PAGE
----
If you want to profit from the FTSE 100, I can’t think of a better time to do it than during/after a stock market crash. You see, even great companies can often be speculative investments. But a market crash can remove some, if not all, of the ‘speculative’ bit.
Often, for many FTSE 100 companies, the price you pay can be far higher than the actual tangible value of the company on its accounts — its net asset value (NAV). Indeed, this is why many value investors will often look for stocks trading at prices close to the NAV figure. And after the coronavirus crash, there are definitely more of these firms in the Footsie.
However, a stock is not necessarily a great investment just because it’s trading near its NAV. If you want to profit from the bear market, you need to find a stock with three additional factors: a moderate price/earnings (P/E) ratio, a strong financial position, and a realistic prospect of future earnings.
1. Moderate P/E ratio for the FTSE 100
The P/E ratio is the current share price divided by the earnings per share (EPS). It gives a rough idea as to how a firm’s price compares with its actual value. My advice is to work this out this yourself using the average EPS figure from the last three years and the current price. This will give you the best estimate of earnings because it evens out fluctuations.
The late financial sage Benjamin Graham advised limiting your company selection to stocks whose average P/E is no higher than 15. I can’t disagree with him, but bear in mind that a normal P/E range for one industry will differ from another one.
Due to the crash, many Footsie companies will now be trading on a lower P/E than previously, meaning values are better aligned to prices.
2. A strong financial position
Right now, a company needs a sizeable pot of working capital to get it through the hard times. Benjamin Graham used a current ratio test of 2:1. This means that current assets should be twice the current liabilities. This ratio, and a long-term debt figure lower than the amount of working capital, are good indications that the firm will likely have the cash flow to survive the bear market.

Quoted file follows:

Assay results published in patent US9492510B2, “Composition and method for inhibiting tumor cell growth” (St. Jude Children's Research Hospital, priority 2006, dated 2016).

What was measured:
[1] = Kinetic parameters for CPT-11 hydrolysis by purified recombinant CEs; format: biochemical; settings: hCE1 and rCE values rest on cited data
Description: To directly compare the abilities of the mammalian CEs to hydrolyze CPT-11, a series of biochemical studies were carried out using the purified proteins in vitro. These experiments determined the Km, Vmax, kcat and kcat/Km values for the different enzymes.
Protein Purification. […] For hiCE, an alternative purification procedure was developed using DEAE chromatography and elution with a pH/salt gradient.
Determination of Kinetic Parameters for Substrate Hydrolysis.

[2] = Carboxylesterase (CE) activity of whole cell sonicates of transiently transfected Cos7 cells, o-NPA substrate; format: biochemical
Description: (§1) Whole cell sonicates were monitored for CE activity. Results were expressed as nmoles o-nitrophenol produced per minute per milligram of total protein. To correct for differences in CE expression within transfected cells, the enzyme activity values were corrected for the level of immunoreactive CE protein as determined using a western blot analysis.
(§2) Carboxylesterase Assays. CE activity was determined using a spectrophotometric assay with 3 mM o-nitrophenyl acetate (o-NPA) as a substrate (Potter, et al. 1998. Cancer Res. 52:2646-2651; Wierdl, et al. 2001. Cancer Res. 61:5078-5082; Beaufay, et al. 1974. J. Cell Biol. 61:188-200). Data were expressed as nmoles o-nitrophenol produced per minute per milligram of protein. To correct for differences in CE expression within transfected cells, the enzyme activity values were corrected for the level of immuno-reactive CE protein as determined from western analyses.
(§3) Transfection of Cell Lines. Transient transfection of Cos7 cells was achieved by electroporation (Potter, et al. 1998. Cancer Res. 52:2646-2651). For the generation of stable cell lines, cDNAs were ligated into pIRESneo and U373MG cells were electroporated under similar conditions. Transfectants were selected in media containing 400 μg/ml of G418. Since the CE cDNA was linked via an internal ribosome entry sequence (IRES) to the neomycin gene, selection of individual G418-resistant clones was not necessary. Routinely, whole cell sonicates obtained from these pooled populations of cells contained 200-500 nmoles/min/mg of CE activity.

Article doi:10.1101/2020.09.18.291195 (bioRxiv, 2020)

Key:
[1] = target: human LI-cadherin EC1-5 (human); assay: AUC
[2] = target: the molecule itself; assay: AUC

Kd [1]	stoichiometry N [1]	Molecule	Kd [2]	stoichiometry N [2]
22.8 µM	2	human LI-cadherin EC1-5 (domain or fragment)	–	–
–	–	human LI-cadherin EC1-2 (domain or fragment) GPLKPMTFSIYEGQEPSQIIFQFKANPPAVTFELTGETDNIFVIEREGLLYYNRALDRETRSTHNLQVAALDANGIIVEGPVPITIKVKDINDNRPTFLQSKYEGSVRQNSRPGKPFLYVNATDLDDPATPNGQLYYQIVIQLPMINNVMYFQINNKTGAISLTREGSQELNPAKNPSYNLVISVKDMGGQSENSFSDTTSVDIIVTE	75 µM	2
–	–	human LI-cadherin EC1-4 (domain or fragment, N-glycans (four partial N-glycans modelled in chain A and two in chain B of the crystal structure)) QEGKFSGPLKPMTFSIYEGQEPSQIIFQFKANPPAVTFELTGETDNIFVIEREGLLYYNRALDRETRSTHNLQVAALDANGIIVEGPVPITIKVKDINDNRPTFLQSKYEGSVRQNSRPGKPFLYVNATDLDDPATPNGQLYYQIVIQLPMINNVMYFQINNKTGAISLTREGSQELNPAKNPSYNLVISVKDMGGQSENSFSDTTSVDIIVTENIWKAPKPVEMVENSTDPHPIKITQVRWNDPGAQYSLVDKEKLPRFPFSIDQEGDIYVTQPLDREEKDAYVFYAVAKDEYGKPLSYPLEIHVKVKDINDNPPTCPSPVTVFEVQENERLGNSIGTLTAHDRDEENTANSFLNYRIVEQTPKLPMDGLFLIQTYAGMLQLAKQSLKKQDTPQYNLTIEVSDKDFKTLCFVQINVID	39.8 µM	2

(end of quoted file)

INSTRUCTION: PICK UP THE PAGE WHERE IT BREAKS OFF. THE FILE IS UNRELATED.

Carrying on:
3. Prospect of future earnings
A realistic prospect of future earnings implies a well-managed company with stable income and some year-on-year growth. It’s a good sign if a firm can grow EPS year-on-year for a decade or more, through different stages of the business cycle and varying economic climates.
Positive earnings per share for the last 10 years is a good test. Even better if a firm has increased its EPS by one-third over that 10-year period. This test is tough enough to eliminate risky firms but not too restrictive when it comes to choosing stocks. The 10-year period is long enough to see if management knows what it’s doing, and will include good and bad times.
An investor needs to be realistic with expectations after a stock market crash. Forget brilliant company prospects for the time being. However, if you focus your stock picking on the above three criteria, I think you’ll find some good FTSE 100 investments to profit from in the future.
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Rachael FitzGerald-Finch has no position in any of the shares mentioned. The Motley Fool UK has no position in any of the shares mentioned. Views expressed on the companies mentioned in this article are those of the writer and therefore may differ from the official recommendations we make in our subscription services such as Share Advisor, Hidden Winners and Pro. Here at The Motley Fool we believe that considering a diverse range of insights makes us better investors.